The early church regarded baptism as the circumcision of the New Covenant. Just as circumcision in the Old Testament was performed on babies eight days after birth so too Baptism is conferred on infants under the New Covenant. In fact the only controversy concerning baptism of infants in the early church was whether baptism should be done on the eight day after birth as was the case with circumcision. It was decided that Baptism was so important that it should be done immediately and not wait until the eighth day.

Correct. Also, it’s Biblical:

Now when they heard this, they were pierced to the heart, and said to Peter and the rest of the apostles, “Brethren, what shall we do?” Peter said to them, “Repent, and each of you be baptized in the name of Jesus Christ for the forgiveness of your sins; and you will receive the gift of the Holy Spirit. This promise is for you and your children [Acts 2:27-29]

Why deny children what God has promised to them?

There’s a whole lot to be said about this subject, but the short answer is that we believe the grace of God is something that comes from the top down, not from the bottom up. This sacramental grace from baptism is going to be acted upon later in life, either for or against God.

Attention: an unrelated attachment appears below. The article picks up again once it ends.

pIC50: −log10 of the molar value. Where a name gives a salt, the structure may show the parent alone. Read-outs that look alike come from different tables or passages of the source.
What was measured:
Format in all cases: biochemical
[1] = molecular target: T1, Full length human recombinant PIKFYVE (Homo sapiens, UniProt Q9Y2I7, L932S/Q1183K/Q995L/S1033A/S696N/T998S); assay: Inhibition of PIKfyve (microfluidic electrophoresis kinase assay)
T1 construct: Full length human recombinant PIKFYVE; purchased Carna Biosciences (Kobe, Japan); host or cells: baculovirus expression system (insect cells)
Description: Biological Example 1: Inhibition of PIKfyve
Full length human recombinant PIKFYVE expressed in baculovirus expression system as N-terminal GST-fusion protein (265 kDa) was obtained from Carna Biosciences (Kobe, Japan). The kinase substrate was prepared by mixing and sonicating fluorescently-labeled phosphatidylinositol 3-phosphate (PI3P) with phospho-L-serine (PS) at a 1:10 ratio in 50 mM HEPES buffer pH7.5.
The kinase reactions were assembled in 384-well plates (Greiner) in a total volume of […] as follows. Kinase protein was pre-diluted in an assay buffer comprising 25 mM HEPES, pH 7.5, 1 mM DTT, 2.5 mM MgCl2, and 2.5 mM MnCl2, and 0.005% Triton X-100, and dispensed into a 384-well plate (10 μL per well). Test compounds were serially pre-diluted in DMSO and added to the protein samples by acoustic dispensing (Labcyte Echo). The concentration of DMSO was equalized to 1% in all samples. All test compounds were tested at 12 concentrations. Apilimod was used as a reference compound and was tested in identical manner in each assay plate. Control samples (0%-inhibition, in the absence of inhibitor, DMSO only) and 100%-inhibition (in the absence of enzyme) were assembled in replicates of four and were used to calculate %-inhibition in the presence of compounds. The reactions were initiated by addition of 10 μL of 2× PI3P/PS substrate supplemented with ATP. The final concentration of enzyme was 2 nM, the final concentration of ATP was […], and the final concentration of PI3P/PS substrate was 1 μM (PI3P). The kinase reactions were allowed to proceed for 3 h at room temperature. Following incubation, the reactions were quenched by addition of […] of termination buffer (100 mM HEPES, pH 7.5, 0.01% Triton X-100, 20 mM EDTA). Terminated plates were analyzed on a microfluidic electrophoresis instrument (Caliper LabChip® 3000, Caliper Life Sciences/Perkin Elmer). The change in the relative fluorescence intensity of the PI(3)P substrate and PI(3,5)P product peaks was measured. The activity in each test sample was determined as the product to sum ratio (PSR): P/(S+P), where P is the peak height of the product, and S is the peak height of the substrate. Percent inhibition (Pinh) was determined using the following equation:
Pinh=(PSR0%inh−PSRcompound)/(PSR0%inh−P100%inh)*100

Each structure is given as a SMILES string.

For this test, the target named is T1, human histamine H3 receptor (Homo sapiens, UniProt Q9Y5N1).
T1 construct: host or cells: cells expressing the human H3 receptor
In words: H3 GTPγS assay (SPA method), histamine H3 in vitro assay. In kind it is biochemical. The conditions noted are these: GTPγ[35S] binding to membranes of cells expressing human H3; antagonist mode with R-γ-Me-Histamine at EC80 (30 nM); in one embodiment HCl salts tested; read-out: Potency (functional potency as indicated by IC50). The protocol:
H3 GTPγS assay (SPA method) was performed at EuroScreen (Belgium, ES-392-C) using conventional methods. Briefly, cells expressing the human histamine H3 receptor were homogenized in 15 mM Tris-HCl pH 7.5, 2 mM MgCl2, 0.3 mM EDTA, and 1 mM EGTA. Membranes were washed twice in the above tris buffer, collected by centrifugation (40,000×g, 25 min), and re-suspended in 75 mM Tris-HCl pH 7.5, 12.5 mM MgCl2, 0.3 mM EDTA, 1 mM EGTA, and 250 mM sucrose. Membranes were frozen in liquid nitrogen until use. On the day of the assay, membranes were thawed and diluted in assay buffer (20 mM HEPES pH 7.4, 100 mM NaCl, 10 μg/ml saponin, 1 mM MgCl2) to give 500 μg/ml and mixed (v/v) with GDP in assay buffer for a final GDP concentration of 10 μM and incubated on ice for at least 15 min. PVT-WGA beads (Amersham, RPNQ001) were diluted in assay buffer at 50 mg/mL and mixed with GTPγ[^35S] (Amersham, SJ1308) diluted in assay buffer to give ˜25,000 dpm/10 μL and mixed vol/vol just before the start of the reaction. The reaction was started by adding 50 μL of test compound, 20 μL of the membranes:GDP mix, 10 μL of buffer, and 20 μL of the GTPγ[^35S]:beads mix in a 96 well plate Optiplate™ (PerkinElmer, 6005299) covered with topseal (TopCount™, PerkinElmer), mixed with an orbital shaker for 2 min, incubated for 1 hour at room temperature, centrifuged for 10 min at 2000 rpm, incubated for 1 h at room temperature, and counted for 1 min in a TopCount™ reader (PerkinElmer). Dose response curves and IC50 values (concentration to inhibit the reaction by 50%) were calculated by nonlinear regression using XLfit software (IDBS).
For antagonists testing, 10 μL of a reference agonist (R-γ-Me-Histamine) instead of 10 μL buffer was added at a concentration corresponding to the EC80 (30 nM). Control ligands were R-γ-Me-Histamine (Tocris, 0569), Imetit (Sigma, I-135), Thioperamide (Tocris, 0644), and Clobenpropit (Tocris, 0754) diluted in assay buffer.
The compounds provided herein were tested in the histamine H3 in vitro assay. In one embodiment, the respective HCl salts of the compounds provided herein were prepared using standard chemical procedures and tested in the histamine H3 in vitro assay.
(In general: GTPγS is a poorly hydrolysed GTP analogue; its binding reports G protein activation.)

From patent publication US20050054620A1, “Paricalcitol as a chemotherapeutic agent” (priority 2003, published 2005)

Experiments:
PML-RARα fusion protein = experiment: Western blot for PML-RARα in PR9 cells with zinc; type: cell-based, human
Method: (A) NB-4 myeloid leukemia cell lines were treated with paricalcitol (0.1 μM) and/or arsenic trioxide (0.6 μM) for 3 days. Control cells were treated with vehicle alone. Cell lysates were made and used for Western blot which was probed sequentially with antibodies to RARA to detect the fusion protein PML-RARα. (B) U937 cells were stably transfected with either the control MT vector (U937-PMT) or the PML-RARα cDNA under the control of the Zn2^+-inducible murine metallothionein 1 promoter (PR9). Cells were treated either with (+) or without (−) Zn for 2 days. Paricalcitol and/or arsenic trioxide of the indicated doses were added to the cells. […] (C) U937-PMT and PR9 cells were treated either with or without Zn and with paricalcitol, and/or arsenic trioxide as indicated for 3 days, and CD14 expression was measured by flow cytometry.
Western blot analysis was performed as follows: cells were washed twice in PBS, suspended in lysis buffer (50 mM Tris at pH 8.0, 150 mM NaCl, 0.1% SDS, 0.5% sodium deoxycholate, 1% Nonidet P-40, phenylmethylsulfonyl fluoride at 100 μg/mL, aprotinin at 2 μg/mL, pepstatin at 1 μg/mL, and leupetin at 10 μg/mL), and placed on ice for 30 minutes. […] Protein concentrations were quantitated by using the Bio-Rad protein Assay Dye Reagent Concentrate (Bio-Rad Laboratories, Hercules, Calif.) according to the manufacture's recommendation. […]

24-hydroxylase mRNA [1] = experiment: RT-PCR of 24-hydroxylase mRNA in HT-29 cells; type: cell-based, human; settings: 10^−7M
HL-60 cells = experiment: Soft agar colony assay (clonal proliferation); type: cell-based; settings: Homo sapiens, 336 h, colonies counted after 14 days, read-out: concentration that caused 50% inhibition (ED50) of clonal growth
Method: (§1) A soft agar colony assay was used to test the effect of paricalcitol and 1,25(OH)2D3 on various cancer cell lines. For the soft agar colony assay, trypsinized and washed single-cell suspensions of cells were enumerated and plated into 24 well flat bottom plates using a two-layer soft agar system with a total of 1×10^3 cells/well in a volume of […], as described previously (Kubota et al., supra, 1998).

I would challenge your belief that baptism should just be done at the age of reason or later. It is not found in the Bible. Nothing in the Bible describes an “age of reason”.

We do lots of things for our kids. Decide their schools, their friends, what they eat and what they play. Why not aid their spiritual lives too? This is a very practical way to view infant baptism.

It should be noted there are ZERO early church fathers advocating adult only baptism. The only debate we find is whether baptism should be done immediately or on the 8th day since it replaces circumcision (another parent decision for their kids) which occurred on the 8th day.

Don’t think too that your child won’t decide for himself when he’s older, he will in fact have to by either being confirmed or walking away. As a parent you should want to set him on a spiritual path to begin with, and if your an unbeliever then let your wife have at it.